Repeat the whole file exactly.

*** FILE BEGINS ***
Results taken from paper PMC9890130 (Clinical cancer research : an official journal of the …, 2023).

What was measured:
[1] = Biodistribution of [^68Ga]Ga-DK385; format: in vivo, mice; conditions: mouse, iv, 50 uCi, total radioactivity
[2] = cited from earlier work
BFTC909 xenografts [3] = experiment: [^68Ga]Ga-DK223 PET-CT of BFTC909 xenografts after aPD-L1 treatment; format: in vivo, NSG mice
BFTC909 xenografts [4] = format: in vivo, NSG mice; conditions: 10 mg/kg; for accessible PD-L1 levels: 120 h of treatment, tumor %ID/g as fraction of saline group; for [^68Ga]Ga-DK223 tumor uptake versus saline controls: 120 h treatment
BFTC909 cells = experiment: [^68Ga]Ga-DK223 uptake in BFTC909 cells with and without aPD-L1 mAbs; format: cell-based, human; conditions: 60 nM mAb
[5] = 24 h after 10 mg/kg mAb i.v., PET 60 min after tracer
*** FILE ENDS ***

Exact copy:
Results taken from paper PMC9890130 (Clinical cancer research : an official journal of the …, 2023).

What was measured:
[1] = Biodistribution of [^68Ga]Ga-DK385; format: in vivo, mice; conditions: mouse, iv, 50 uCi, total radioactivity
[2] = cited from earlier work
BFTC909 xenografts [3] = experiment: [^68Ga]Ga-DK223 PET-CT of BFTC909 xenografts after aPD-L1 treatment; format: in vivo, NSG mice
BFTC909 xenografts [4] = format: in vivo, NSG mice; conditions: 10 mg/kg; for accessible PD-L1 levels: 120 h of treatment, tumor %ID/g as fraction of saline group; for [^68Ga]Ga-DK223 tumor uptake versus saline controls: 120 h treatment
BFTC909 cells = experiment: [^68Ga]Ga-DK223 uptake in BFTC909 cells with and without aPD-L1 mAbs; format: cell-based, human; conditions: 60 nM mAb
[5] = 24 h after 10 mg/kg mAb i.v., PET 60 min after tracer